These days Mandarin is spoken by over 1 billion people around the world, about one fifth of the global population. International businesses tend to hire people who speak more than one language. Since China is a huge market, business leaders are looking for
people who can speak Mandarin.
Last, both China and Taiwan are great places for traveling. Getting around is also much easier if you can speak Mandarin. Why not master one more language since it...
My course includes authentic cultural content Chinese culture, from its city-scapes, history, and arts, to local habits and conventions, is vividly depicted across all media of the program.
Some examples include:
• Various forms of greetings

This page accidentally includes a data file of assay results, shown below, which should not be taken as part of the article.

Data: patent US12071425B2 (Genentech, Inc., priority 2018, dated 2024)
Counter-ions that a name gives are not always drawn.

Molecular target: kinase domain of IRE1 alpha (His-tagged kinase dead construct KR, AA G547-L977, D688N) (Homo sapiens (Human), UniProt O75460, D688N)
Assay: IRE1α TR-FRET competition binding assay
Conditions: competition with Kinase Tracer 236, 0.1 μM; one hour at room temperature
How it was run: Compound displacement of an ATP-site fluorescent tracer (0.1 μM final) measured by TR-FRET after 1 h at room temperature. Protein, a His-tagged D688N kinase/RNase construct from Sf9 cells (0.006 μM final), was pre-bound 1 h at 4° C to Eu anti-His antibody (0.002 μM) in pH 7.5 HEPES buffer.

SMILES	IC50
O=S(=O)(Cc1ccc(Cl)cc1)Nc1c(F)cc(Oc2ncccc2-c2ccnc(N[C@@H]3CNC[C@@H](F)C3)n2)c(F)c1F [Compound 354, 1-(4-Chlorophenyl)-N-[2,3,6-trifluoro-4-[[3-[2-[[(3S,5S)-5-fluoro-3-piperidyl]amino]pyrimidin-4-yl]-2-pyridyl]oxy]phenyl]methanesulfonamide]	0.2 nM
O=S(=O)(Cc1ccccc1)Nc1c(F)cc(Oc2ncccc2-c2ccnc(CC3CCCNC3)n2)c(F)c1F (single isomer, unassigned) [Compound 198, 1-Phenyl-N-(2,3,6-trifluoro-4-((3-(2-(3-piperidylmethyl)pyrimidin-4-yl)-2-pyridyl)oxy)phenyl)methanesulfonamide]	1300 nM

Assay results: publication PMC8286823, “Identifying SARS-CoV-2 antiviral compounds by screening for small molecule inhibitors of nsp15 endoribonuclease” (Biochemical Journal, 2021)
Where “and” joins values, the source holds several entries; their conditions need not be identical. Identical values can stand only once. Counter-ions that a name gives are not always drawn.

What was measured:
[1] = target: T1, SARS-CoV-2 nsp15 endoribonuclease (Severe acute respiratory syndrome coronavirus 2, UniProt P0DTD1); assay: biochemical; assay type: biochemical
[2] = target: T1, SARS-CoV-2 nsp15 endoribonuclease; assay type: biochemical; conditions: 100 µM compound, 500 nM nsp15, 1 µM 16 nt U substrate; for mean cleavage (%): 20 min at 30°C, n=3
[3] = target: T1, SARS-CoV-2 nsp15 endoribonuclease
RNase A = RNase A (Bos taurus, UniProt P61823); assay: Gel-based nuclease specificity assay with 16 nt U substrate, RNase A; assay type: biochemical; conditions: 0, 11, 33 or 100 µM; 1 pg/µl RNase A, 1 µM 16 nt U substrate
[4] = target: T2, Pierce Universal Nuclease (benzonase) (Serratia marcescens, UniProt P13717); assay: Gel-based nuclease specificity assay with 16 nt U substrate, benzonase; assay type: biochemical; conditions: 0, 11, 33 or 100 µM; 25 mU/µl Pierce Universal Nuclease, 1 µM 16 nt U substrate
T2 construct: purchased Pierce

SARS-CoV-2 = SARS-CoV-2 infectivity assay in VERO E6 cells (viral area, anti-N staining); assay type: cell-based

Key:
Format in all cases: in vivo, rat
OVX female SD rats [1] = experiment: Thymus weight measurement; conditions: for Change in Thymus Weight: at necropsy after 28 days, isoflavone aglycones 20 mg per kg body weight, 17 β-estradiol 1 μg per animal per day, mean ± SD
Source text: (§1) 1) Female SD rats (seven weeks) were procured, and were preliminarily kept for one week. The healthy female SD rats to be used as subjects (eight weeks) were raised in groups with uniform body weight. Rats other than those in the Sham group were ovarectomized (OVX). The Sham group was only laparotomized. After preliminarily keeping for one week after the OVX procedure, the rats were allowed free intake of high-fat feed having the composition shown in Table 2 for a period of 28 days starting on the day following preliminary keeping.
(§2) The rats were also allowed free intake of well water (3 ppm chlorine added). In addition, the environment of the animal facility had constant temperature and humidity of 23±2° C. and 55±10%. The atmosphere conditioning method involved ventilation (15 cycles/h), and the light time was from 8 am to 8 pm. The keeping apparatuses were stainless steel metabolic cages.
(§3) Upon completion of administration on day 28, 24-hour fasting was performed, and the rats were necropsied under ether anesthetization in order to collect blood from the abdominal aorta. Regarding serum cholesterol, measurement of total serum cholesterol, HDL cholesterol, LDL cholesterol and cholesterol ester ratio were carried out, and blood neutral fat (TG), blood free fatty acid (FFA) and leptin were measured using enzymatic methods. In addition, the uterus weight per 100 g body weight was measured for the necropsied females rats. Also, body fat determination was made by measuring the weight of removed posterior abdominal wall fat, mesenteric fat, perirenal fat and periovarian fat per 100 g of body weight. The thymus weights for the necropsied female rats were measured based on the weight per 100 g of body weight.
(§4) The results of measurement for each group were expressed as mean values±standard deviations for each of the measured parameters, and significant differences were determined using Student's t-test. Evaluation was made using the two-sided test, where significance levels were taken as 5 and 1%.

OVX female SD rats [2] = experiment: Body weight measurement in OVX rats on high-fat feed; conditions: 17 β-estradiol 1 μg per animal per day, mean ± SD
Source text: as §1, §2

• Perceptions of visitors to China • Major Chinese festivals • Color symbolism in traditional China • Courteous bargaining in street markets • Chinese reactions to Western foods • Conventions for ordering in restaurants • The roles
of host and guest.
If you want to speak Chinese fluently, you need to immerse yourself in it through classes and discussion groups. Your brain is ready. You just have to train it right. My course is designed for students with little or no knowledge of the Chinese language.
No previous Chinese learning experience is required. In addition, students will understand an introduction to both the Chinese language and to the world cultures and societies where Chinese is spoken. After four months, students should be able to understand
and recognize the Chinese phonetics, speak Chinese with correct pronunciation, write Chinese characters (approx. 300 characters), learn basic Chinese conversations, read and understand short paragraphs